I’ve been thinking about the miracle of Jacob Ostreicher’s return to the United States. I say miracle because it seems to go against the laws of nature. Jacob—Yanky—was imprisoned in a country where justice is a game. He was robbed and mistreated and forced to endure the type of physical and emotional abuse that most people can’t even imagine. Cut off from family and community, trapped in a country where there is not even a U.S. embassy to advocate on his behalf, Yanky’s plight became something that touched the hearts of all who heard about it—not just those in the Jewish community but people from every culture who knew that, there but for the grace of G-d, walks every one of us.
Yanky had gone to Bolivia—left family and friends—for the same reason that many of our parents and grandparents were forced to leave the places of their birth and come to America. He was seeking opportunity. He had not exiled himself to a place without Torah for nothing—he had gone temporarily with a solid business plan and an ethical business model. He was growing rice. He was going to help feed people. How could he anticipate that his success would be used against him? That corrupt government officials would grab him and strip him of his property? Other people had gone to Bolivia from the U.S. and done business and returned safely. What happened to Yanky couldn’t have been anticipated.
From where I sat, Yanky’s ordeal was more frustrating than anything I can recall facing as an elected official. How could we protect a community member who sat behind the iron curtain of a lawless dictatorship? There was no one to talk to. But our community rose as a single voice crying out for justice. And I was proud to be part of a community that cared so much for one individual. A day did not pass—not a single day—where someone didn’t ask about Yanky Ostreicher, inquiring about his health and welfare, and asking how they could help.
Petitions were signed. Rallies at the Bolivian Mission to the U.N. were staged. Congressional hearings were convened. Cover stories and articles and televised news specials began to appear. We did not forget about Jacob Ostreicher. Yes, and as we shared his pain, we also rejoiced in his small victories. Each piece of promising news that seemed to bring our brother that much closer to freedom gave us hope. And then when it seemed to grow dark again for Yanky, we prayed.
Now, as the story of Jacob Ostreicher’s exodus from Bolivia unfolds, the important thing is not the detailed account of how he escaped. We will learn of those details in good time. Or perhaps they will forever be shrouded in mystery. None of that matters. Because regardless of how things seemed to unfold, it was Hashem who was ultimately behind our neighbor’s liberation. It was Hashem who heard Yanky’s cries and saw his tears and those of his family members. It was Hashem who heard the prayers of our nation.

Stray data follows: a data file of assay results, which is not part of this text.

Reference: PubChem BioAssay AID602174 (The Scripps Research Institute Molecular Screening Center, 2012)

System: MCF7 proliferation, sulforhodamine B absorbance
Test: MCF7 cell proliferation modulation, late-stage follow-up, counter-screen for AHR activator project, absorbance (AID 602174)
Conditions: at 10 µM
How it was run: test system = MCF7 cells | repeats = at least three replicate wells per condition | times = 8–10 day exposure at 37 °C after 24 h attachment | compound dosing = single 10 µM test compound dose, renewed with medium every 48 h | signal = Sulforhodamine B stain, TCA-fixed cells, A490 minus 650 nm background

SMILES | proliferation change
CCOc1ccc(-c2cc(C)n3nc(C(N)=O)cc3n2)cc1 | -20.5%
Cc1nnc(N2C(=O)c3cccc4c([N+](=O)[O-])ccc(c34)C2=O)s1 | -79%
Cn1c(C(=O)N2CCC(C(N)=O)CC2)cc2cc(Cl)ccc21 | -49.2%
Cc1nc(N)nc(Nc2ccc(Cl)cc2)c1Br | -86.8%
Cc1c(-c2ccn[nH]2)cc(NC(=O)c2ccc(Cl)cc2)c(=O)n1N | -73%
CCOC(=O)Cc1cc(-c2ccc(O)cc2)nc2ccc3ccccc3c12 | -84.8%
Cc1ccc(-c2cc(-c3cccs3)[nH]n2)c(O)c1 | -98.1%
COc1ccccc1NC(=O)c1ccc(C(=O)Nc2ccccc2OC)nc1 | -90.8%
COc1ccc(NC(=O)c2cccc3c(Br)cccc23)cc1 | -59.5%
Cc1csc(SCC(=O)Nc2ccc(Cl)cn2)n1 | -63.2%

I remain forever grateful to my staff and colleagues who worked so hard to secure Yanky’s freedom. There were many. It seems like only yesterday that I sat with my friend Mayor-elect Bill de Blasio, my Director of Communications Yehudah Meth, and Yanky’s wife Miriam in my home, strategizing with regard to anything we could do to publicize Yanky’s plight. It seems like yesterday that we met with Senator Charles Schumer, Senator Kirsten Gillibrand, and Congressman Jerrold Nadler, asking them to also adopt Jacob’s cause. And then there was the parade of elected officials who joined in raising our voices for Jacob at the Bolivian Mission to the U.N. The selfless dedication to Jacob Ostreicher that came from former FBI agent Steve Moore and Congressman Chris Smith of New Jersey were inspiring and gave us great hope. And of course there were the many rabbis and journalists and community members who refused to let Jacob’s story disappear.
And then there was Sean Penn, without whose dedicated and Herculean efforts this story may have been sadly prolonged. Hashem works in mysterious ways and you never know where Hashem’s salvation will come from. Sean Penn will forever have our gratitude and respect.
Most of all, there was Jacob’s wife Miriam, leading the charge. Miriam was the stalwart advocate that all of would pray for if we found ourselves in dire straits. When one door would close, she saw that another would open. Miriam is the quiet hero of the Jacob Ostreicher story.
There are people I am not mentioning. They know who they are and they do not need my gratitude because that is not what they worked for. Redeeming a captive is a special mitzvah and those who work on behalf of the misfortunate do so for its own sake. May the Al-mighty continue to bless their efforts.
There are more lessons in Jacob Ostreicher’s story than I can enumerate. Among these lessons are the need to maintain faith even in the darkest hour. I repeated that to Yanky every time I had the privilege of speaking with him. “Don’t give up,” I said. “You are coming home!”
And now Yanky is home. It doesn’t matter how because it was all orchestrated by Hashem. And I am so very grateful.